Zero Time Dilemma Review

Often popping up on lists of obscure games worth trying out is a strange little visual novel called Nine Hours, Nine Persons, Nine Doors, abbreviated as 999. It was one of the few adult-themed games on the DS it called home, not receiving much attention until well after release. Oddly enough, it wasn’t until Aksys Games brought the game to the US that it started to pick up in popularity. A sequel was released on 3DS and PS Vita in 2012 called Zero Escape: Virtue’s Last Reward.

Once again, the game was successful in the US, but sold poorly in Japan. The series is set to return in June 2016 with Zero Time Dilemma, once again on the 3DS and PS Vita, with a Windows release a few days later. After a four year hiatus, fans have been waiting for this one, elaborating on the story with a midquel.

Note that I’ll be reviewing Zero Time Dilemma as someone who knows next to nothing about the series. I do know that there are characters in those games that are in the newest entry, but I’ll be playing this one mostly blind, with minor research here and there. Lucky for me, Zero Time Dilemma was designed with players like me in mind, while still providing excellent depth for long time fans.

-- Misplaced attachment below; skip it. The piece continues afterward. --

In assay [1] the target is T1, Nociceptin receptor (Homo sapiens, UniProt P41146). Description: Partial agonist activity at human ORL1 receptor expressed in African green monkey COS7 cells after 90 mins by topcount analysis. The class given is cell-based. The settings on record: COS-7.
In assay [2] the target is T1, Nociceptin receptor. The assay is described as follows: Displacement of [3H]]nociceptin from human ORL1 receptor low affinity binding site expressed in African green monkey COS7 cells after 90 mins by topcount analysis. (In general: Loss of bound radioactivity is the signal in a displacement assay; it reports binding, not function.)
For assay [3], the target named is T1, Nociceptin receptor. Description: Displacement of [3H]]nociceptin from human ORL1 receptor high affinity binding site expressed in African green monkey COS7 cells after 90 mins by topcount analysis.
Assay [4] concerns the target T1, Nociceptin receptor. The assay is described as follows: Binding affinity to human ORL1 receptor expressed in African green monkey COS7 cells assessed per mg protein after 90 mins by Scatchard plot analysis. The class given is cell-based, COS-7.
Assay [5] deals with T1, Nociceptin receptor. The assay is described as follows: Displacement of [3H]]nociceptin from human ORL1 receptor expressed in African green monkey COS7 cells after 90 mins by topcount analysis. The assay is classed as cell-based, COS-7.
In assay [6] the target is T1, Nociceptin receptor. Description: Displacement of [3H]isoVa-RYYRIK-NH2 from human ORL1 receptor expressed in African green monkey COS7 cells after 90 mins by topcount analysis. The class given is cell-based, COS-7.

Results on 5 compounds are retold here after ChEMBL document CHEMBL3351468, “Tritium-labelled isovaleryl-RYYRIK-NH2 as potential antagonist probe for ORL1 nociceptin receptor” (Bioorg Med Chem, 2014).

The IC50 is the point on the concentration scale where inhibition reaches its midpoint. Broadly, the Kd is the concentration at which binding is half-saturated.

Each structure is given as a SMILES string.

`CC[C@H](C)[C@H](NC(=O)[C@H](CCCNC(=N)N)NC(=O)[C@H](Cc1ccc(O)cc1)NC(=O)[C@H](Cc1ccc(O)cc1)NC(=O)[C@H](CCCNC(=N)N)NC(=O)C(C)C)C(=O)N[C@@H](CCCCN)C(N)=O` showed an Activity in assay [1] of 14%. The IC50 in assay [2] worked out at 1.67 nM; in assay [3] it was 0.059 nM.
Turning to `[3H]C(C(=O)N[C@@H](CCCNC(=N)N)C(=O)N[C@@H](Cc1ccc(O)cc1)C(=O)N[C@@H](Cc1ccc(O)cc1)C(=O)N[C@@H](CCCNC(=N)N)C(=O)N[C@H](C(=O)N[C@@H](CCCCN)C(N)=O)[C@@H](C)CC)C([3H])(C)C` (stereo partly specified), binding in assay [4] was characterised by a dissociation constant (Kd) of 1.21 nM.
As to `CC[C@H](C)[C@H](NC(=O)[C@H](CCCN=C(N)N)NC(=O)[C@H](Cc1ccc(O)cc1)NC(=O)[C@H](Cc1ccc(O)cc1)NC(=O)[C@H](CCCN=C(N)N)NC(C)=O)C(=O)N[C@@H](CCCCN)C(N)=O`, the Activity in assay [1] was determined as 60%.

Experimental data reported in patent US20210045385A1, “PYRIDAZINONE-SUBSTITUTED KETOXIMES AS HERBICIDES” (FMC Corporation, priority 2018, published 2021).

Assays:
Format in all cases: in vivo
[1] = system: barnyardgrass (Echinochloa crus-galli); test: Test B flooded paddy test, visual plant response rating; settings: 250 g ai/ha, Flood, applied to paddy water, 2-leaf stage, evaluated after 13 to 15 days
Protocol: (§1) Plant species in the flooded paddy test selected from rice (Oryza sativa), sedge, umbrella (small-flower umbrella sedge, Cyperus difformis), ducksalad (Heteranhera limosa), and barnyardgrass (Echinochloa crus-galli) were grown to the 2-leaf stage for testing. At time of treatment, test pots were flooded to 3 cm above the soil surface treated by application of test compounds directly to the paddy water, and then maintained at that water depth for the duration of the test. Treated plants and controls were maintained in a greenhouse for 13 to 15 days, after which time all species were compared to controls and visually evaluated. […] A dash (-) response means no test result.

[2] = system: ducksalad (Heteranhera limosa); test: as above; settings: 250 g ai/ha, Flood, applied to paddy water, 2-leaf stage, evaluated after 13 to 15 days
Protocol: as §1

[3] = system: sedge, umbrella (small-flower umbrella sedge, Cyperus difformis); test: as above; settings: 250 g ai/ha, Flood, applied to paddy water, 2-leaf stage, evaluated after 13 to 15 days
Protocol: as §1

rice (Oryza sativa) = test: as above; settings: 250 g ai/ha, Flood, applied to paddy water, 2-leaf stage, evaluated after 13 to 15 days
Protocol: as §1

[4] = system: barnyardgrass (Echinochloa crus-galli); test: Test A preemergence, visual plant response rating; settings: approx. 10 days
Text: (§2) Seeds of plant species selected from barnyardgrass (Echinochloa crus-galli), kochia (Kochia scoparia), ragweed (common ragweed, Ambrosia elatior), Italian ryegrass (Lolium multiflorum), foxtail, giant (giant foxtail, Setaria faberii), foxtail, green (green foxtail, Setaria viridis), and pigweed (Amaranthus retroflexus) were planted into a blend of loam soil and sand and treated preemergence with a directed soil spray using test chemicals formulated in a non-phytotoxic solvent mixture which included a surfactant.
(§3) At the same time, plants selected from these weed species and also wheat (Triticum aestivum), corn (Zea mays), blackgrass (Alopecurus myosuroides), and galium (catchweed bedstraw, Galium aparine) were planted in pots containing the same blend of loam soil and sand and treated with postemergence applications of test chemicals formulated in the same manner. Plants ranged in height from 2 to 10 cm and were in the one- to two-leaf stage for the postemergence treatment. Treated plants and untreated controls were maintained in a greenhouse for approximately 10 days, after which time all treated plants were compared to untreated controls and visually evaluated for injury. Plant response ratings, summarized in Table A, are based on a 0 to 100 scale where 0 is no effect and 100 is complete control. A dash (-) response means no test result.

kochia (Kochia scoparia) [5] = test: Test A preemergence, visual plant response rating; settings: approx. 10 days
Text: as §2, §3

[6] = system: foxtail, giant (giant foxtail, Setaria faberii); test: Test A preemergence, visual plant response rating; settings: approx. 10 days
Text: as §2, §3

Zero Time Dilemma is an interesting entry that deviates a bit from the main series. While the prior games were traditional visual novels, Zero Time Dilemma is closer to something from Telltale Games. Cutscenes are fully voiced and staged in basic environments with anime stylized character models. The animations are a bit lacking, focusing instead on the context of situations, moral implications, and writing overall. Even with these average visuals, the plot immediately draws in its players, not letting go and sticking with them beyond each play session.

Zero, the antagonist and the equivalent of Jigsaw from Saw. He rocks the plague doctor look though. . .

Zero, the antagonist and the equivalent of Jigsaw from Saw. He rocks the plague doctor look though. . .

The best comparison to Zero Time Dilemma as a whole is to the Saw series of films. Basically, there’s a group of characters who are put underground in a facility where their human natures are steadily revealed through challenges, guided by a mysterious masked figure with an altered voice named Zero. Players will be unraveling a web of storylines, created by branching decisions, which can be choosing between two things, or as complex as entering a choice into a keyboard. These choices directly affect the story, but jumping back to make a different decision is easy with the game’s interface.

Aside from watching scenes unfold and making choices, gameplay also includes  Escape-the-Room style puzzles. These puzzles are taxing on the mind, but I rarely found myself stumped. The way they are designed eventually leads a logical person to come up with the solution. It’s wild how I found myself poking around blindly, while the complexities of the puzzle slowly unfolded in ways that were interesting. This made for some great “Ah ha!” moments.